Scone Palace stands on a site of enormous historical significance. It was at the heart of the ancient Kingdom of the Picts, a meeting place, and traditionally where the kings of Scotland have been crowned, on the sacred Stone of Scone - stolen by King Edward I in 1296 and returned to Scotland in 1996 (it is now in Edinburgh Castle). The Moot Hill where kings were declared and crowned is opposite the palace, which is mainly 19th century, built near the site of the medieval Abbey of Scone - which itself replaced an early Christian church. The Palace contains an impressive collection which includes furniture gifted by Mary Antoinette, bed-hangings embroidered by Mary, Queen of Scots and rare porcelain and ivory. A particular feature is the painting of Dido Belle, whose mother was a slave, and her cousin, Lady Elizabeth Murray. The long gallery is where Charles II processed to his coronation and where Queen Victoria watched curling. In the 100 acre grounds are walks, gardens and a maze. Regular events are held. Scone Palace has been home to the Murrays, later the Earls of Mansfield, since 1600.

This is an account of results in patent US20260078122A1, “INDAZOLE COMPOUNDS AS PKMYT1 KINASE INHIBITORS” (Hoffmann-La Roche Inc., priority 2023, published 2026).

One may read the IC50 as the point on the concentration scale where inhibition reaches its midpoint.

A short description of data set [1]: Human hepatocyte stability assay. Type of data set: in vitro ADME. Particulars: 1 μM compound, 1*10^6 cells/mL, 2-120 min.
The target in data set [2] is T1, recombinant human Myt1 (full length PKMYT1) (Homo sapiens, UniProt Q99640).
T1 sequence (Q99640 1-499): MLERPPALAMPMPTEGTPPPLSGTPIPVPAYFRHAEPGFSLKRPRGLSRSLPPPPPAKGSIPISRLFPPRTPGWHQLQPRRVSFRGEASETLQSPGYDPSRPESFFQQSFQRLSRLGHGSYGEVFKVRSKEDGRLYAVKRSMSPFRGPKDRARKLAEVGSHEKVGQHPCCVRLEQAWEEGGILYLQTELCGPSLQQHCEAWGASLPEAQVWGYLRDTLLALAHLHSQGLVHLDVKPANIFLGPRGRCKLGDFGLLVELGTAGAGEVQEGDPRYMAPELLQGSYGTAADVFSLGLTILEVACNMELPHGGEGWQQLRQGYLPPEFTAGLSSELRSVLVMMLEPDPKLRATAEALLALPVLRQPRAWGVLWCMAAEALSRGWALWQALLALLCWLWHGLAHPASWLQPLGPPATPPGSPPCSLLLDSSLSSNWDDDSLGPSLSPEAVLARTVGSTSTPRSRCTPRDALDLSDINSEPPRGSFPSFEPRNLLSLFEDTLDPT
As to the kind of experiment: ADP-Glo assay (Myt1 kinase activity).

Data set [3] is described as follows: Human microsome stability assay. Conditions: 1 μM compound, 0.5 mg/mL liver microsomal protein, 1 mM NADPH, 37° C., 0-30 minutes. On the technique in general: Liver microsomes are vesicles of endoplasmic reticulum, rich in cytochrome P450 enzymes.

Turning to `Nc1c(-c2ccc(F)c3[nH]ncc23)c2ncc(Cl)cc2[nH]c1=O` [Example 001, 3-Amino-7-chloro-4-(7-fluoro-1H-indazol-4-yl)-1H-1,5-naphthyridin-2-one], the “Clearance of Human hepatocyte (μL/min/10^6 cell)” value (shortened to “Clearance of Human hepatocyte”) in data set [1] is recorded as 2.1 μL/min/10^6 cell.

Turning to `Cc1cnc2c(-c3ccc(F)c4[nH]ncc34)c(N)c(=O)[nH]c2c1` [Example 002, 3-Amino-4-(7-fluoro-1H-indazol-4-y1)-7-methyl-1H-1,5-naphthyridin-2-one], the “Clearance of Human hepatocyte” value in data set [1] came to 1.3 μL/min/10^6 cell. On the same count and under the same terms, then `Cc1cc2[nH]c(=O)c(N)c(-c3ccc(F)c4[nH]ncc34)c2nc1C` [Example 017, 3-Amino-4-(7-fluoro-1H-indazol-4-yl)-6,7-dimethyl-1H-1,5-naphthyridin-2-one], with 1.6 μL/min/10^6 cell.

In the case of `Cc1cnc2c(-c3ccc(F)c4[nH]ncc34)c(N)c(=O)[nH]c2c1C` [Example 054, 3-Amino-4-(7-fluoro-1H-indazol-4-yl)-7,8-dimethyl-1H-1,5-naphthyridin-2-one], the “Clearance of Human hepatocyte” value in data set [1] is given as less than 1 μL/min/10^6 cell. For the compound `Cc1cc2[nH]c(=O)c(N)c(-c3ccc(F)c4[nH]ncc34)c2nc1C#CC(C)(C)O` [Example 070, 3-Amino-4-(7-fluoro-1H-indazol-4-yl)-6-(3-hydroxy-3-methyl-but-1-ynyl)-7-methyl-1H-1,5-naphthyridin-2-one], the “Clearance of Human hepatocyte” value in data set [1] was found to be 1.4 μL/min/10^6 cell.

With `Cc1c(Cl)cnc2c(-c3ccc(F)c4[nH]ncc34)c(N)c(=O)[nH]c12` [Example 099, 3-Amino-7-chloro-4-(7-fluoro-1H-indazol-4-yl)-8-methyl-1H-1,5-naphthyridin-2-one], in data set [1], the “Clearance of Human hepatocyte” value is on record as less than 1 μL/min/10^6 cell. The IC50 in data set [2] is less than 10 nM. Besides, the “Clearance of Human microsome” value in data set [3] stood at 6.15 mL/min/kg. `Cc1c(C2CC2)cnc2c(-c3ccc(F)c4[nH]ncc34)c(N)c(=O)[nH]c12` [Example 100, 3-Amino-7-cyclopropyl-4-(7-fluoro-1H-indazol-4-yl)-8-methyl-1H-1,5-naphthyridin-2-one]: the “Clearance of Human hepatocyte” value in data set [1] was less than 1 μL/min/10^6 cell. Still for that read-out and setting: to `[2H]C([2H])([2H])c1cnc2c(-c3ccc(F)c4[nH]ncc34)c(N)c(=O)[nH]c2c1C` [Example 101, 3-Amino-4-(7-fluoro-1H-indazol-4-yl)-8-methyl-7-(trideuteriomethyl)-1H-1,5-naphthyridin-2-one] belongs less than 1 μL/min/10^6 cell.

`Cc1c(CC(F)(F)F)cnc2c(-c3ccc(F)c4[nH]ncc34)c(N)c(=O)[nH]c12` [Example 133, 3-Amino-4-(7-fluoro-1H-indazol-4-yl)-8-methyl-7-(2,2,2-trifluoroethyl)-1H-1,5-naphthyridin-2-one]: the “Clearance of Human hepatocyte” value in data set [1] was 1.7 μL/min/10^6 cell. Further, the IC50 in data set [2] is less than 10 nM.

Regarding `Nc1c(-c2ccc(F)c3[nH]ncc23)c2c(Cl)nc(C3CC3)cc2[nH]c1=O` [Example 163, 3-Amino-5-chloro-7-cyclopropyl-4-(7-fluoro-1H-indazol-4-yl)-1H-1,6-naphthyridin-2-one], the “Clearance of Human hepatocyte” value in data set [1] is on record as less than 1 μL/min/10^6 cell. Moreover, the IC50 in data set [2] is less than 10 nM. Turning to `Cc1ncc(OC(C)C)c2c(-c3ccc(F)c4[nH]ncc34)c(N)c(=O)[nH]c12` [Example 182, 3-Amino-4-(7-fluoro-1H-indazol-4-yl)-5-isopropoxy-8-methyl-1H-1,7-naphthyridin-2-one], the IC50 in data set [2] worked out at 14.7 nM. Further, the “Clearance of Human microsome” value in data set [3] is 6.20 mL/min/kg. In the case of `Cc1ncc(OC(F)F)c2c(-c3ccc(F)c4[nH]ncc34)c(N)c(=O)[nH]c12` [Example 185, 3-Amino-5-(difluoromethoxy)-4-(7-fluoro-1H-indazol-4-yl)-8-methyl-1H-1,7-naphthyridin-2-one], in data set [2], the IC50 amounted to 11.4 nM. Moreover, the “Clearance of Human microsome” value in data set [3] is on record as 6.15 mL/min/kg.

Dalwhinnie Distillery is located within the Cairngorm National Park and said to be the highest distillery in Scotland. The name 'Dalwhinnie' is derived from the Gaelic for 'meeting place', where cattle drovers would gather in days gone by. Dalwhinnie's 15-year old single malt is allegedly known for its gentle flavours accentuated with notes of heather honey, citrus, vanilla and sweet malt. You can sample this at a tasting, or at the end of a tour to see how it is made, accompanied by a handmade chocolate. Dalwhinnie Distillery tours are renowned for the friendliness and expertise of the guides. It is always advisable to book before making a special trip.
Dalwhinnie is part of the massive Diageo group, whose other whisky brands include Cragganmore, Glenkinchie, Lagavulin, Oban and Talisker. According to Wikipedia, Dalwhinnie village is one of the coldest inhabited places in Britain; bear that in mind if you decide to visit in winter.
Queen's View may be named for Queen Victoria, Robert the Bruce's first wife Isabella of Mar, or - no one knows! It is a stunning view of Loch Tummel, part of the Tay Forest Park and beyond to the truly mountain-shaped mountain, Schiehallion. There is parking (pay and display), a visitor centre, cafe and toilets. Many walks nearby - or just stop for the view and a coffee.